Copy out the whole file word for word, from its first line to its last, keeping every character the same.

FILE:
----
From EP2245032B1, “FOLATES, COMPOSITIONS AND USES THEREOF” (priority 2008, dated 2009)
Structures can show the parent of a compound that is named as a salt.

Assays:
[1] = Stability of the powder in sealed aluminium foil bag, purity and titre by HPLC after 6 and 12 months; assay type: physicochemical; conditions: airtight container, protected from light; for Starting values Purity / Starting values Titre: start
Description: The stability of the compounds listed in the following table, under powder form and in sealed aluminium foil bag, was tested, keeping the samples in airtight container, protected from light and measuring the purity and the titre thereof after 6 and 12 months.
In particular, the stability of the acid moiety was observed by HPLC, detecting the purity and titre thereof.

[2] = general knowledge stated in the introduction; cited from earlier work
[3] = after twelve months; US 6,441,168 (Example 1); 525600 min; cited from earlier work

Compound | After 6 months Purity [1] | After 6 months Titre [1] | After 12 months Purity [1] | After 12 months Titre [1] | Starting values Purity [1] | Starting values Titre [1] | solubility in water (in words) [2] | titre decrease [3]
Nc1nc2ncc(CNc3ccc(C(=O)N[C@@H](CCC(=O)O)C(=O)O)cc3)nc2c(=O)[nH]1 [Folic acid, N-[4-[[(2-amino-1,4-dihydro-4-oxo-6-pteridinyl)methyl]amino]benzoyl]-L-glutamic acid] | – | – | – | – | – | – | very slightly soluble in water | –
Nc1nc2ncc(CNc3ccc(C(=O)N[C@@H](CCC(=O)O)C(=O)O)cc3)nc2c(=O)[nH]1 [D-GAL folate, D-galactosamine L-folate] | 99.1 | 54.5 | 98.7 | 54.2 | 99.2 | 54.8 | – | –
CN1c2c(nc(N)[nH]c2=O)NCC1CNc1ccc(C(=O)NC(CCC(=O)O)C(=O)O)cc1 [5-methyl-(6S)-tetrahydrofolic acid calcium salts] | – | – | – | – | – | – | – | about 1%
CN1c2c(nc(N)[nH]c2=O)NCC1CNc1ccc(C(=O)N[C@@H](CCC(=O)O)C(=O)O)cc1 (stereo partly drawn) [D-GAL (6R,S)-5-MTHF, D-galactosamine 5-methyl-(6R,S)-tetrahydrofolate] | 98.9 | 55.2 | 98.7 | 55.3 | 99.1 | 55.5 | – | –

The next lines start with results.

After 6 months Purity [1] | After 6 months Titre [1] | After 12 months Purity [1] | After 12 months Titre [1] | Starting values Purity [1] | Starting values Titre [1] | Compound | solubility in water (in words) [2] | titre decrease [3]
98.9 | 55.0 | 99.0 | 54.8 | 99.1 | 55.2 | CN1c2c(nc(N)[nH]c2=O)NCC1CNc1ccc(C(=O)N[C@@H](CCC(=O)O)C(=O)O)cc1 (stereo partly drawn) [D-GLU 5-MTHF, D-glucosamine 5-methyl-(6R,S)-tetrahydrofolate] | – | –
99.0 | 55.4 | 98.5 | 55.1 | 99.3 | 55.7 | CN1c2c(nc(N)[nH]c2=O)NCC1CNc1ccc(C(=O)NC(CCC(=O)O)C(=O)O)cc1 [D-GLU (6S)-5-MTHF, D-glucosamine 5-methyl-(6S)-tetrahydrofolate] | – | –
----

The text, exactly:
From EP2245032B1, “FOLATES, COMPOSITIONS AND USES THEREOF” (priority 2008, dated 2009)
Structures can show the parent of a compound that is named as a salt.

Assays:
[1] = Stability of the powder in sealed aluminium foil bag, purity and titre by HPLC after 6 and 12 months; assay type: physicochemical; conditions: airtight container, protected from light; for Starting values Purity / Starting values Titre: start
Description: The stability of the compounds listed in the following table, under powder form and in sealed aluminium foil bag, was tested, keeping the samples in airtight container, protected from light and measuring the purity and the titre thereof after 6 and 12 months.
In particular, the stability of the acid moiety was observed by HPLC, detecting the purity and titre thereof.

[2] = general knowledge stated in the introduction; cited from earlier work
[3] = after twelve months; US 6,441,168 (Example 1); 525600 min; cited from earlier work

Compound | After 6 months Purity [1] | After 6 months Titre [1] | After 12 months Purity [1] | After 12 months Titre [1] | Starting values Purity [1] | Starting values Titre [1] | solubility in water (in words) [2] | titre decrease [3]
Nc1nc2ncc(CNc3ccc(C(=O)N[C@@H](CCC(=O)O)C(=O)O)cc3)nc2c(=O)[nH]1 [Folic acid, N-[4-[[(2-amino-1,4-dihydro-4-oxo-6-pteridinyl)methyl]amino]benzoyl]-L-glutamic acid] | – | – | – | – | – | – | very slightly soluble in water | –
Nc1nc2ncc(CNc3ccc(C(=O)N[C@@H](CCC(=O)O)C(=O)O)cc3)nc2c(=O)[nH]1 [D-GAL folate, D-galactosamine L-folate] | 99.1 | 54.5 | 98.7 | 54.2 | 99.2 | 54.8 | – | –
CN1c2c(nc(N)[nH]c2=O)NCC1CNc1ccc(C(=O)NC(CCC(=O)O)C(=O)O)cc1 [5-methyl-(6S)-tetrahydrofolic acid calcium salts] | – | – | – | – | – | – | – | about 1%
CN1c2c(nc(N)[nH]c2=O)NCC1CNc1ccc(C(=O)N[C@@H](CCC(=O)O)C(=O)O)cc1 (stereo partly drawn) [D-GAL (6R,S)-5-MTHF, D-galactosamine 5-methyl-(6R,S)-tetrahydrofolate] | 98.9 | 55.2 | 98.7 | 55.3 | 99.1 | 55.5 | – | –

The next lines start with results.

After 6 months Purity [1] | After 6 months Titre [1] | After 12 months Purity [1] | After 12 months Titre [1] | Starting values Purity [1] | Starting values Titre [1] | Compound | solubility in water (in words) [2] | titre decrease [3]
98.9 | 55.0 | 99.0 | 54.8 | 99.1 | 55.2 | CN1c2c(nc(N)[nH]c2=O)NCC1CNc1ccc(C(=O)N[C@@H](CCC(=O)O)C(=O)O)cc1 (stereo partly drawn) [D-GLU 5-MTHF, D-glucosamine 5-methyl-(6R,S)-tetrahydrofolate] | – | –
99.0 | 55.4 | 98.5 | 55.1 | 99.3 | 55.7 | CN1c2c(nc(N)[nH]c2=O)NCC1CNc1ccc(C(=O)NC(CCC(=O)O)C(=O)O)cc1 [D-GLU (6S)-5-MTHF, D-glucosamine 5-methyl-(6S)-tetrahydrofolate] | – | –